Ukraine was once known as the breadbasket of the Soviet Union, and in more recent decades as ‘the breadbasket of Europe’, meaning the Russian invasion is poised to have an effect on food prices across the world, especially on those of food staples such as flour and pasta, and therefore affecting vulnerable countries the most.
According to the UN’s Comtrade, the main destinations of Ukrainian wheat in 2019 were Egypt ($3.65bn worth), Indonesia ($664.5m), Bangladesh ($418.6m), Turkey ($207.4m) and Tunisia ($195.5m). In 2020, Lebanon imported a total of $148.49m worth of wheat. Of that, $119.1m came from Ukraine and $22.9m from Russia. The effects of the war are likely to be felt on bread prices across countries like Lebanon that rely heavily on wheat from Ukraine.
From the Flour War in 1775 France (which acted as a prelude to the French Revolution 14 years later), to the Arab Spring in 2011 (where a spike in grain prices caused initial unrest in Egypt), to more recent protests in Lebanon and Sudan, increases in the price of wheat can bring about widespread instability, so the invasion of Ukraine by Russia could have a ripple effect across the world in ways that go beyond military action.
Wheat prices were already poised to increase
To exacerbate the situation, wheat prices were already poised to increase, according to Erin Collier, economist at the trade and markets division of the UN’s Food and Agriculture Organisation (FAO). “Global wheat markets have been tighter this year than usual, and that is because there were reduced harvests,” she says.
“At the same time, demand has been really strong, so that has made wheat markets really vulnerable to any – even potential – supply shock.”
With both Russia and Ukraine being major exporters of wheat, this is only going to add pressure to wheat markets, she adds.
Along with the harvest issues, logistic disruptions and high energy and transport costs are also affecting wheat prices. With Russia also being a major supplier of natural gas and fertilisers, sanctions could potentially disrupt wheat markets and make prices shoot up, says Collier.
The wider agribusiness sector and FDI in Ukraine are obviously already seeing the effect of the war. Agribusiness giant Nestlé has already halted operations in Ukraine, as has the France-based vegetable group Bonduelle, stopping production in a factory the company has in Russia near the Ukrainian border.
Why Ukraine's black soil is so heavily in demand
Ukraine’s agricultural strength is partly linked to its fertile black soil, with 25% of the world’s reserves on its land, according to the US Department of Commerce.
Black soil, or chernozem, covers about 7% of the ice-free land surface in the world, and is a highly fertile soil rich in minerals, organic carbon, and is at least 25cm deep, according to the FAO.
Chernozem covers an estimated 230 million hectares worldwide as a continuous belt in steppe and forest-steppe landscapes, mostly in Russia, Ukraine, the Great Plains of the US and northern Kazakhstan, along with some local concentrations and patches in central Europe.
This fertile land is behind Ukraine’s grain strength, helping it to become one of the world’s largest exporters of wheat and maize, as well as the world’s largest exporter of sunflower oil, which is the fourth most-consumed vegetable oil in the world.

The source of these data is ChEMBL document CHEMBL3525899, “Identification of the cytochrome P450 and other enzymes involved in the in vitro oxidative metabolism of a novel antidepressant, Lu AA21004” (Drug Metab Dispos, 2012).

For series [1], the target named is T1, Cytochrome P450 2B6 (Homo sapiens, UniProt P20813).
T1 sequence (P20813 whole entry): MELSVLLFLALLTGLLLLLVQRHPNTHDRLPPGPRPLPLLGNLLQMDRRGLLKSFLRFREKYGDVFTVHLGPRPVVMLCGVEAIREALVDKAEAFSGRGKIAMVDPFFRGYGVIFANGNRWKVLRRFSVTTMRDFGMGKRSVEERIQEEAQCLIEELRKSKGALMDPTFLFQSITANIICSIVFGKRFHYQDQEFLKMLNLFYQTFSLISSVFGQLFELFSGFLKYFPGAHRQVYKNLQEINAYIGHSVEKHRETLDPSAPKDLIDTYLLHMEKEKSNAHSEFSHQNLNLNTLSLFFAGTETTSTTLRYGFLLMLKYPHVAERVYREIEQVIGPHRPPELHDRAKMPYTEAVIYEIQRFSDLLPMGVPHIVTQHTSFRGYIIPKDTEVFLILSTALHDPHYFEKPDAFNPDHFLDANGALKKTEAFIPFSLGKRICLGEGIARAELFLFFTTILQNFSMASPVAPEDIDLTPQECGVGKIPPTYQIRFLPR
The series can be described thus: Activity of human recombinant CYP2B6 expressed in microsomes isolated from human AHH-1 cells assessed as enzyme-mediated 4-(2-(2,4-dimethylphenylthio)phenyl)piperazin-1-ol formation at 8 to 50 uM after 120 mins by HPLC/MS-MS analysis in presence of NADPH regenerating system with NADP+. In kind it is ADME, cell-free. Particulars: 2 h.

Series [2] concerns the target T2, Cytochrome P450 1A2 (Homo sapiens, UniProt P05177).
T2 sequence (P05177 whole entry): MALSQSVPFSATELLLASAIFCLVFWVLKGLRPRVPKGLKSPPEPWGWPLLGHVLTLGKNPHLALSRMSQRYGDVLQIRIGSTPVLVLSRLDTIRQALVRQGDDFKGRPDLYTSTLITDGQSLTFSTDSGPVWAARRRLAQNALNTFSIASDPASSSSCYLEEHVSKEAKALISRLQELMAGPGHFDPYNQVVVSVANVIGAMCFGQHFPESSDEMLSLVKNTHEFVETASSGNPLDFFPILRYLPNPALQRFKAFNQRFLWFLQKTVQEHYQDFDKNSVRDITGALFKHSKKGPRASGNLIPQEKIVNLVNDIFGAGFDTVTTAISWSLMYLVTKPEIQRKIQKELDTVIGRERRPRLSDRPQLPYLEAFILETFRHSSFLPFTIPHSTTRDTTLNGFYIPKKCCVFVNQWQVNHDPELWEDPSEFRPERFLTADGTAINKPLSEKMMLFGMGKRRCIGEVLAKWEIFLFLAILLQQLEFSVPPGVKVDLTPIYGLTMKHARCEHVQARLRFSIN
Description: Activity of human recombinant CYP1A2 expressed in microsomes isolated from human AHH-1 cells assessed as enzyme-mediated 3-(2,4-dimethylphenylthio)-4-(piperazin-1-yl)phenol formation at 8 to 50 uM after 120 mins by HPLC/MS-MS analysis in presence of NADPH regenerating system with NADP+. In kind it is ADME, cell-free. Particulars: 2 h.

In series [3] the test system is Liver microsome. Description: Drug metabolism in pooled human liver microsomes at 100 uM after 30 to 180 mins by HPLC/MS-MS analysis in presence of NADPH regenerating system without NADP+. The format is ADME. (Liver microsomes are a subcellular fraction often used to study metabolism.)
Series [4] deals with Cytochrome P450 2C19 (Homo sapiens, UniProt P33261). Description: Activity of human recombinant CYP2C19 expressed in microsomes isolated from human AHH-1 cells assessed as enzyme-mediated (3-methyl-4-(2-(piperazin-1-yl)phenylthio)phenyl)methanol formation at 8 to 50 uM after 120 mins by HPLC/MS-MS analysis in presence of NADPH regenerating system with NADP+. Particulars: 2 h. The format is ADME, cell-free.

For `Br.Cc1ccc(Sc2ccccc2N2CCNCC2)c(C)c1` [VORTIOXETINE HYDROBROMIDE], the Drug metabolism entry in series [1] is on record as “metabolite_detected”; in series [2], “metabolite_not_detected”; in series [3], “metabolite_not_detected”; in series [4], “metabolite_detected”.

However, despite having rich soils and a strong agricultural sector, between 1932 and 1933 Ukraine experienced one of the worst famines in global history, an event that is now recognised by many countries as genocide, which caused the deaths of between 3.5 million and seven million people. Known as the Holodomor, which roughly translates as 'death by hunger', the famine is considered within Ukraine to be a product of Joseph Stalin’s plan to keep control of the country, during which time he made it almost impossible for farmers and the rural population to feed themselves or the rest of the population.
Ukraine invasion will impact the global agriculture industry
With the invasion of Ukraine advancing by the minute and sanctions towards Russia increasing, the importance of Ukraine to the world when it comes to not just agriculture but numerous other industries is becoming more and more clear. Ukraine may have a strong emotional and geopolitical appeal to Russian President Vladimir Putin, but the riches that lie within its boundaries will also have been a consideration.
As such, from the Holodomor to the more recent annexation of Crimea in 2014 and now the full-blown invasion, Russia has wreaked havoc in Ukraine time and time again. With global supply chains already highly vulnerable, however, and many countries round the world reliant on Ukraine's agricultural produce, the impact of Putin's action will have repercussions that are much more widespread than many imagine. A rise in wheat prices can have a huge knock-on effect given the importance of bread to daily diets the world over. The human cost of the invasion within Ukraine is already tragic, but the possibility of other potential impacts due to the country's importance to the global agriculture market cannot be ignored.
More coverage of the Ukraine invasion from Investment Monitor:
- ‘Who’s going to travel here or invest now?’: The impact of the Ukraine crisis
- Taiwan’s semiconductor ban could spell catastrophe for Russia
- Which countries are most exposed to interruption in Ukraine food exports?
- From hamburgers to helmets: How foreign companies in Ukraine are supporting the war effort
- Tax havens blur who Russia’s allies are when it comes to investment
- Germany’s stance on Ukraine-Russia dispute isn’t just about gas
- Why central bank sanctions should have Putin and Russia worried
- Ukraine: an FDI snapshot
- The impact of the Russia-Ukraine conflict on real assets
- Which multinational companies are most exposed to the Ukraine-Russia conflict?
- Institutional investors respond to the Russian invasion of Ukraine